From what the designers have said about the unchained rogue, I have high hopes for the class. The "sneak attack modifying" abilities will definitely go a long way towards making the rogue a stronger class and help to solidify its niche compared to, say, the bard or investigator.

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Alex G St-Amand wrote:
Blaming Cosmo for people reactions to FF XV's Cid before the game is even out.

Thanks for deciding that the tears of hundreds of Gamergate supporters were a more delicious delicacy than my own tears, Cosmo!

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Once per round, when fighting defensively with at least one hand free, you can designate a single opponent you can see. You receive a +2 dodge bonus to AC against that opponent for 1 round. If you are using the total defense action instead, you can deflect one melee attack that would normally hit you. An attack so deflected deals no damage and has no other effect (instead treat it as a miss). You do not expend an action when using this feat, but you must be aware of the attack and not flat-footed.

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Throne wrote:
Protoman wrote:
Whoa that effortless lace sounds incredible. I hope it'll be PFS legal as that would open up a bunch of finesse-build options.
It does.... a lot. By itself, Slashing Grace doesn't let you apply dex to hit with weapons that don't already get it. Combined with this (at a really decent price, to boot?) Don't need to dip Swashbuckler anymore to get full use from finesse, sure, but it also opens up a lot of options for twf... depending on the exact wording, of course.

Without giving away any spoilers on the book, I will say that one of the reasons I worded the Effortless Lace as I did was to make dual-scimitar builds something that could actually be accomplished without a massive –4 penalty on attack rolls. We'll see soon enough how the fine gentlemen with the Pathfinder Society choose to handle the Effortless Lace, I'm sure, but I designed it the way I did to expand upon the number of finesse builds that people could play effectively. In that way, its sort of like a blinkback belt or belt of hurling, but for finesse weapons.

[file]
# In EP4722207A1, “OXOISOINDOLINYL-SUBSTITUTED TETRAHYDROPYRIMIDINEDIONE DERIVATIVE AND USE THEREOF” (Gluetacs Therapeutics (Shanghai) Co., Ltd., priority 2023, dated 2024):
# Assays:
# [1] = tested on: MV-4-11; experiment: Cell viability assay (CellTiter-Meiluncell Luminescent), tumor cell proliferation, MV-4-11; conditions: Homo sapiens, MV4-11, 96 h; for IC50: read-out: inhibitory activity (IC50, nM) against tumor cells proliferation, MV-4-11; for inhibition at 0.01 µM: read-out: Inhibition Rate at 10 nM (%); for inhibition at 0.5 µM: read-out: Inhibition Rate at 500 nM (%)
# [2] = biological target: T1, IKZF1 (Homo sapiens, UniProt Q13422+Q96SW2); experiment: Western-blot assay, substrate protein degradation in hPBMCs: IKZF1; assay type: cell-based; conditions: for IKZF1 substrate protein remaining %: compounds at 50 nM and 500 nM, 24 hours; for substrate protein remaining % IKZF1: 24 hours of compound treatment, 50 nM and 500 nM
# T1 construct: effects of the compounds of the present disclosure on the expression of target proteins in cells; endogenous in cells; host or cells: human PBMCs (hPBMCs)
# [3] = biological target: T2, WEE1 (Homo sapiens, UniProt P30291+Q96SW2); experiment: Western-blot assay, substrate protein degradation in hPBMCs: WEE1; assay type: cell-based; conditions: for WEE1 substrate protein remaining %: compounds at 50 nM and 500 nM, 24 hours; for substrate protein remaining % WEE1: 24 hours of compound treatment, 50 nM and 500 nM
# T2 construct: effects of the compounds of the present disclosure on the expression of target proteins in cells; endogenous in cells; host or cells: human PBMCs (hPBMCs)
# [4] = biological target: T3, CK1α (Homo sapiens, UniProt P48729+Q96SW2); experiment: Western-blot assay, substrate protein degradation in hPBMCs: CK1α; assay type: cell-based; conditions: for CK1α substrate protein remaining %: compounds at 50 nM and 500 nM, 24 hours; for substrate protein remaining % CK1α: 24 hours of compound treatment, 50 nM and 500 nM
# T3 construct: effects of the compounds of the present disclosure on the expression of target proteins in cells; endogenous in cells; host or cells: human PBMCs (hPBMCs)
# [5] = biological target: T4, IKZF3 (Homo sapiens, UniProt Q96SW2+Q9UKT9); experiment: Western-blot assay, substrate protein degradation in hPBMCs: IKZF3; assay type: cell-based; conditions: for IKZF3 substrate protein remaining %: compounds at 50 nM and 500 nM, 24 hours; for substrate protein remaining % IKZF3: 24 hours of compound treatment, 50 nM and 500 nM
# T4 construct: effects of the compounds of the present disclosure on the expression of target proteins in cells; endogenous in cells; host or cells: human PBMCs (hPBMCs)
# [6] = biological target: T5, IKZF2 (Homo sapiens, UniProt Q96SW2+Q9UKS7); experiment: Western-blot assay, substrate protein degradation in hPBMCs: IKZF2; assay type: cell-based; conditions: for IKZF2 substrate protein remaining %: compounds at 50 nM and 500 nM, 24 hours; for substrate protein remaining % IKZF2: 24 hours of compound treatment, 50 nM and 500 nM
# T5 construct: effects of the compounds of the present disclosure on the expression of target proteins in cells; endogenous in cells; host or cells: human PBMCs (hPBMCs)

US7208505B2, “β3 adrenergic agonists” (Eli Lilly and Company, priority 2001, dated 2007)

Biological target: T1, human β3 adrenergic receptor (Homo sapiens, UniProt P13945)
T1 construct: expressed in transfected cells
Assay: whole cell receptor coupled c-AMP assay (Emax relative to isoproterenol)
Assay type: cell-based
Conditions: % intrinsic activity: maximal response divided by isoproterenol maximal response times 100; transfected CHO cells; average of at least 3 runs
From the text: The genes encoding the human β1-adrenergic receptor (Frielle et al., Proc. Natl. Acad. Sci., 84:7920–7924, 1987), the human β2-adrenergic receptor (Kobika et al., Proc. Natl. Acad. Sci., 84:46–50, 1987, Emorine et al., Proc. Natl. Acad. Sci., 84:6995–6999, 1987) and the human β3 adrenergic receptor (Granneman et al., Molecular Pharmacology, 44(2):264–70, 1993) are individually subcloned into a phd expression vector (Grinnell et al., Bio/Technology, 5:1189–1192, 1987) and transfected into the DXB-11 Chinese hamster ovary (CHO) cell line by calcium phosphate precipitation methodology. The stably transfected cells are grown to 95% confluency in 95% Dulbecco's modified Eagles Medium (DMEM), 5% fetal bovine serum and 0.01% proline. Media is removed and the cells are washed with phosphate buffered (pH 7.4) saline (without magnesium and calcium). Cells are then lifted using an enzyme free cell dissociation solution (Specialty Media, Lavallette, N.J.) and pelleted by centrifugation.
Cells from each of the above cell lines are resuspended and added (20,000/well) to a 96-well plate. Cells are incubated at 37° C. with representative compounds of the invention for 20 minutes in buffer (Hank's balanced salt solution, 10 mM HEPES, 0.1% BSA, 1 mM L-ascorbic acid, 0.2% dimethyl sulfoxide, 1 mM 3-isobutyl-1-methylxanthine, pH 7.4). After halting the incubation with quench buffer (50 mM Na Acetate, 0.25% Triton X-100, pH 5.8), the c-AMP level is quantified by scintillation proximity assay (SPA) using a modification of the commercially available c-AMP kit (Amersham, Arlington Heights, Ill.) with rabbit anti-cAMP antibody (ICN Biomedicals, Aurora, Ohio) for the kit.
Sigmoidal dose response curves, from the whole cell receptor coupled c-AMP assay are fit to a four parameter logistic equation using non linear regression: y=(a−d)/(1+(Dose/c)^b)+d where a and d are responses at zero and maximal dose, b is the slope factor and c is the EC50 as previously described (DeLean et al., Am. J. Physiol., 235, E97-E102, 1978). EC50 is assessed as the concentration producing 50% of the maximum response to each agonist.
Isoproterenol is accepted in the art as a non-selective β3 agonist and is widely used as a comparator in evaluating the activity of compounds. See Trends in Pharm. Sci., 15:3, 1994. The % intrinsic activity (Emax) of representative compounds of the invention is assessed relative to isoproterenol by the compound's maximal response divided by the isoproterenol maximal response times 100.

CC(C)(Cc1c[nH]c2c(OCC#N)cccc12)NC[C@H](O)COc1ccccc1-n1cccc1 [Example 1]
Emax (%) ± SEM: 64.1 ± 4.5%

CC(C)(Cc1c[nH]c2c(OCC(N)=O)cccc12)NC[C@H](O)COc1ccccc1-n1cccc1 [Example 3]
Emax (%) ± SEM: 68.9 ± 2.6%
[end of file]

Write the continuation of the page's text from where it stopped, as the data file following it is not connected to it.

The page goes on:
Again, not a Paizo-official response. If you quote my post and try to use it as +1 flaming finesse weapon bane ammo, I can't promise that an angry rune giant won't show at your doorstep in the wee hours of the morning, looking for vengeance.

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I'm actually writing a 3PP product on this topic for January 2015 called Microsized Adventures. ;-)

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A fairly major update to the Kitsune Compendiun us now live!

In addition to the shiny, new cover, there are fixes to the ronin archetype and Spell Bluff feat as well as some wordage changes in the "5 Things Everyone Knows About Kitsune." Some of the interior formatting has also changed, but most notable is the image and background changes. Everything has been merged and optimized to (hopefully) improve loading speeds. I notice the difference on my Mac, but I don't have any PC references to go by.

Regardless, thanks for supporting this product and making it Everyman Gaming's #1 best seller. A lot of love went into this product, and it makes me overjoyed that so many people have picked it up.

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John Lynch 106 wrote:
How is Pact Magic and the Occultist different to the upcoming Occult Adventures from Paizo? They appear to conceptually be sharing the same space (even going so far as to have the same name). Mechanically will they be extremely different?

The Pact Magic occultist is nothing like the Occult Adventures occultist, save for having the same name. The Pact Magic occultist binds spirits to her soul in order to gain supernatural abilities. The Occult Adventures occultist invokes an array of esoteric, otherworldly items in order to gain magical powers. (Specifically, psychic spells). Our occultist has absolutely nothing to do with implements or spell schools. About the only design space they share is that both characters draw magic circles. But where Occult Adventures occultists draw circles to protect themselves (and others) from outsiders, Pact Magic occultists draw magic circles to summon otherworldly entities into this world.

In terms of mechanics, the Pact Magic Occultist is more similar to the Occult Adventures Medium, as both characters invoke spirits for mystic powers. However, there are key differences between them. First, the PMO is all about individuals. Each spirit is a unique entity with its own supernatural powers were the OAM has 54 spirits that are designed to be generic, "this can be anyone" spirits. Second, the PMO has scaling spirit levels where the OAM's spirits are all available at 1st level. Finally, the PMO isn't a spellcaster (and is balanced around that) while the OAM is a 4-level psychic spellcaster.

For one final point, the concept of binding spirits to one's self for power is one class in Occult Adventures. Maybe a few archetypes here or there, too. The Pact Magic book will be about 300 pages long (longer with stretch goals) and not only has class mechanics to go with it, but magic items, spells, special abilities, a background generator, and more. The scope of the Medium at launch will pale in comparison to the Occultist simply because we have so many more years of development and so many more pages devoted to making the idea awesome.